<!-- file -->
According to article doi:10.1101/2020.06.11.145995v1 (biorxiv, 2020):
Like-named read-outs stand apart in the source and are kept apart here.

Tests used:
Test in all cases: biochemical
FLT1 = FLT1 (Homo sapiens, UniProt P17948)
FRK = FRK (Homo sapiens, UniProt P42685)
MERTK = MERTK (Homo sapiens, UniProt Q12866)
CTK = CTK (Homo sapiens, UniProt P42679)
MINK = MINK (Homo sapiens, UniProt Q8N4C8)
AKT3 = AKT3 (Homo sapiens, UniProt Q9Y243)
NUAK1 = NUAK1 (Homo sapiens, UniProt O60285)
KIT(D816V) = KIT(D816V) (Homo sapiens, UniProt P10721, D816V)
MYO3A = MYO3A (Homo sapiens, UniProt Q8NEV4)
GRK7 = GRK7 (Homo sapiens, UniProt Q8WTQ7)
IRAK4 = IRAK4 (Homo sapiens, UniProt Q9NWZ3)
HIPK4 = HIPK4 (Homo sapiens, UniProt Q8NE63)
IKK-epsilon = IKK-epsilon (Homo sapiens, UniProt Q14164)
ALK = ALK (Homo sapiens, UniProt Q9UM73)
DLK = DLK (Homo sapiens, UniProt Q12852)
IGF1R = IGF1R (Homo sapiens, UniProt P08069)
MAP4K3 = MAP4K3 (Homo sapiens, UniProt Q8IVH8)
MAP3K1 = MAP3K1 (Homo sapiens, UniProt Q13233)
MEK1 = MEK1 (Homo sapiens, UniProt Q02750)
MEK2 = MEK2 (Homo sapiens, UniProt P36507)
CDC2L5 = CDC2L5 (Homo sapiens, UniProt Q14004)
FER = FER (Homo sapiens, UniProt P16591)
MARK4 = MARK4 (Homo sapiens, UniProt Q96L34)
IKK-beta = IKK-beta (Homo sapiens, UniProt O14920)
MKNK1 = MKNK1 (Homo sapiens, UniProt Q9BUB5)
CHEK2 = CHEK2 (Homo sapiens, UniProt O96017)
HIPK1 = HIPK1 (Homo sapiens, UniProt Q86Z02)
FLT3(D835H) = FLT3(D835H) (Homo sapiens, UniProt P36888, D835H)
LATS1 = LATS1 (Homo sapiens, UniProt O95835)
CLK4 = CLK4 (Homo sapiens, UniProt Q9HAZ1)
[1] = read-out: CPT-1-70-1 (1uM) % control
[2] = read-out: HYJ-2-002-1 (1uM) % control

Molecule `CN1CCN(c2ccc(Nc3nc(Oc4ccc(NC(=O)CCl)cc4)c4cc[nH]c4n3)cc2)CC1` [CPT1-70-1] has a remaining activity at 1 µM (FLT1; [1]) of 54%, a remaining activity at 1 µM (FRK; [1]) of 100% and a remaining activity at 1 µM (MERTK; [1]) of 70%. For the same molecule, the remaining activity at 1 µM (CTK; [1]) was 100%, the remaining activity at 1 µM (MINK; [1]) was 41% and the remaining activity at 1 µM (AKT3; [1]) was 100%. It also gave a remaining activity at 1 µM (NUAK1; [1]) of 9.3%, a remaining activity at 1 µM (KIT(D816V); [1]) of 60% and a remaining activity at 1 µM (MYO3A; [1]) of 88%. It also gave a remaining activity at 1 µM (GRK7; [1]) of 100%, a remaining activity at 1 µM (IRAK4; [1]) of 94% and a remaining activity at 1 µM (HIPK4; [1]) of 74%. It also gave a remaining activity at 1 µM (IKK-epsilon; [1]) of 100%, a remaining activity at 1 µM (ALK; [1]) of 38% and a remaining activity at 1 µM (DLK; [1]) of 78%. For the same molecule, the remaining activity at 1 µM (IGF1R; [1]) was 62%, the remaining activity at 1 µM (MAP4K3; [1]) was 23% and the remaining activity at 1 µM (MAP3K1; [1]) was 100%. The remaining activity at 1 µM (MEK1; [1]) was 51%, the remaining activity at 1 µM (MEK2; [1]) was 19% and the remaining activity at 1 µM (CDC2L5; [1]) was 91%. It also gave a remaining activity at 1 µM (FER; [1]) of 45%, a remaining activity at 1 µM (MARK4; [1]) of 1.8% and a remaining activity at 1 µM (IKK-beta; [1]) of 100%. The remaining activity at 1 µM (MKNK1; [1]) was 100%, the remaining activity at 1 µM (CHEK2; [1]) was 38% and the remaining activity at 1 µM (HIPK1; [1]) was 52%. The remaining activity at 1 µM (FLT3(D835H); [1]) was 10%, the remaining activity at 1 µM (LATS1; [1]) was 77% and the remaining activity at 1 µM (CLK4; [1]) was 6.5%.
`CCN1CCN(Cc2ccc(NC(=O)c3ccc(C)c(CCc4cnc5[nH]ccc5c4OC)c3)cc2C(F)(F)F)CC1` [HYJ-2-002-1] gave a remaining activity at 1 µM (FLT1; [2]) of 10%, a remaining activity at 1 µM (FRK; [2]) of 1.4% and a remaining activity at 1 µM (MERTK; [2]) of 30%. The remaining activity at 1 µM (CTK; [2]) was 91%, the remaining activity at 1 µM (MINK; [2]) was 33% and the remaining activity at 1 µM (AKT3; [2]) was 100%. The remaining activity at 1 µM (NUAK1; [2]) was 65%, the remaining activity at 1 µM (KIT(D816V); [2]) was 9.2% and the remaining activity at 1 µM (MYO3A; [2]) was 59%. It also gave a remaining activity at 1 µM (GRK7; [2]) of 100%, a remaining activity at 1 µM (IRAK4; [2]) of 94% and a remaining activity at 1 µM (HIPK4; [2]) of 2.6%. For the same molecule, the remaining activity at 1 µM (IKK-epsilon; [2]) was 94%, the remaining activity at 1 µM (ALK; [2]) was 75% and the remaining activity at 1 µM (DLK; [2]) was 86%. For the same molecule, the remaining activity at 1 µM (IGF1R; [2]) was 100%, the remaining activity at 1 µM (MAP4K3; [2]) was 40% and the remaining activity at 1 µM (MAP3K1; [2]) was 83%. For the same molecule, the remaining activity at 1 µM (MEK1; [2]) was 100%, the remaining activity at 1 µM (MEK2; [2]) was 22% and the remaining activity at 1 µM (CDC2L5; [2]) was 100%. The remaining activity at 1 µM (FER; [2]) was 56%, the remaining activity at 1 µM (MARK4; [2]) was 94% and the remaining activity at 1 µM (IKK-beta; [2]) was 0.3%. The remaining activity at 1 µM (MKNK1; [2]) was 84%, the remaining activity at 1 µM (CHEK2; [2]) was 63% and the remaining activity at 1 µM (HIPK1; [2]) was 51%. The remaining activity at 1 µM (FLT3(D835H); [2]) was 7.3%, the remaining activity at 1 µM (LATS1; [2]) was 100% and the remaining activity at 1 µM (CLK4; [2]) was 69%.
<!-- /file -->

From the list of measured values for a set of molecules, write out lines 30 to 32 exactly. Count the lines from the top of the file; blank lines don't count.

CHEK2 = CHEK2 (Homo sapiens, UniProt O96017)
HIPK1 = HIPK1 (Homo sapiens, UniProt Q86Z02)
FLT3(D835H) = FLT3(D835H) (Homo sapiens, UniProt P36888, D835H)